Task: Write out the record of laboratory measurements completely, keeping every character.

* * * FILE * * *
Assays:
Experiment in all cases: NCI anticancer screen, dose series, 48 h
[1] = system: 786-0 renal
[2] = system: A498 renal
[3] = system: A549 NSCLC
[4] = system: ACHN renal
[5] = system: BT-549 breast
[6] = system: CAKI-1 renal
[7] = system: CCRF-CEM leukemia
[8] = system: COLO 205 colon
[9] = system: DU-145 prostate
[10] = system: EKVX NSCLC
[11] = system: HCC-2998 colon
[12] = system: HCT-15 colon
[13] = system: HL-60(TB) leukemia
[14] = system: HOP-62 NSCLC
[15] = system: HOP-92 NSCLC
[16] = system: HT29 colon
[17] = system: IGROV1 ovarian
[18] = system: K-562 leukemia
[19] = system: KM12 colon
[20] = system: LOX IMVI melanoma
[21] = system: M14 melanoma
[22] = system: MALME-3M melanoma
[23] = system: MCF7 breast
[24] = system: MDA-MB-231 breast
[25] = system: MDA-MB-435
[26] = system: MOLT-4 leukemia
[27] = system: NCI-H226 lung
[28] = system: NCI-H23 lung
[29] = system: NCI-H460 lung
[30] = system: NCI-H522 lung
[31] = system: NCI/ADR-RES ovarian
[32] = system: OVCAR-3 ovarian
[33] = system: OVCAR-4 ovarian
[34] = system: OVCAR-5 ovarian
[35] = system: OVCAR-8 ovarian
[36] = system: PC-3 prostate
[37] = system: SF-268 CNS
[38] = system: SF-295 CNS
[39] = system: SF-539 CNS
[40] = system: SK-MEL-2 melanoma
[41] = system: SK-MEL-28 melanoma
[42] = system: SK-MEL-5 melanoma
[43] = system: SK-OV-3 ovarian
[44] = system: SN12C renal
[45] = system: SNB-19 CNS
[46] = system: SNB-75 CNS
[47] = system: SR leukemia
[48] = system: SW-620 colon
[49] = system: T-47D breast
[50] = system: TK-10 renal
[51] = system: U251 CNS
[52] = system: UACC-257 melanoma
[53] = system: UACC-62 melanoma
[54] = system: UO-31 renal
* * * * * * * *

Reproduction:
Assays:
Experiment in all cases: NCI anticancer screen, dose series, 48 h
[1] = system: 786-0 renal
[2] = system: A498 renal
[3] = system: A549 NSCLC
[4] = system: ACHN renal
[5] = system: BT-549 breast
[6] = system: CAKI-1 renal
[7] = system: CCRF-CEM leukemia
[8] = system: COLO 205 colon
[9] = system: DU-145 prostate
[10] = system: EKVX NSCLC
[11] = system: HCC-2998 colon
[12] = system: HCT-15 colon
[13] = system: HL-60(TB) leukemia
[14] = system: HOP-62 NSCLC
[15] = system: HOP-92 NSCLC
[16] = system: HT29 colon
[17] = system: IGROV1 ovarian
[18] = system: K-562 leukemia
[19] = system: KM12 colon
[20] = system: LOX IMVI melanoma
[21] = system: M14 melanoma
[22] = system: MALME-3M melanoma
[23] = system: MCF7 breast
[24] = system: MDA-MB-231 breast
[25] = system: MDA-MB-435
[26] = system: MOLT-4 leukemia
[27] = system: NCI-H226 lung
[28] = system: NCI-H23 lung
[29] = system: NCI-H460 lung
[30] = system: NCI-H522 lung
[31] = system: NCI/ADR-RES ovarian
[32] = system: OVCAR-3 ovarian
[33] = system: OVCAR-4 ovarian
[34] = system: OVCAR-5 ovarian
[35] = system: OVCAR-8 ovarian
[36] = system: PC-3 prostate
[37] = system: SF-268 CNS
[38] = system: SF-295 CNS
[39] = system: SF-539 CNS
[40] = system: SK-MEL-2 melanoma
[41] = system: SK-MEL-28 melanoma
[42] = system: SK-MEL-5 melanoma
[43] = system: SK-OV-3 ovarian
[44] = system: SN12C renal
[45] = system: SNB-19 CNS
[46] = system: SNB-75 CNS
[47] = system: SR leukemia
[48] = system: SW-620 colon
[49] = system: T-47D breast
[50] = system: TK-10 renal
[51] = system: U251 CNS
[52] = system: UACC-257 melanoma
[53] = system: UACC-62 melanoma
[54] = system: UO-31 renal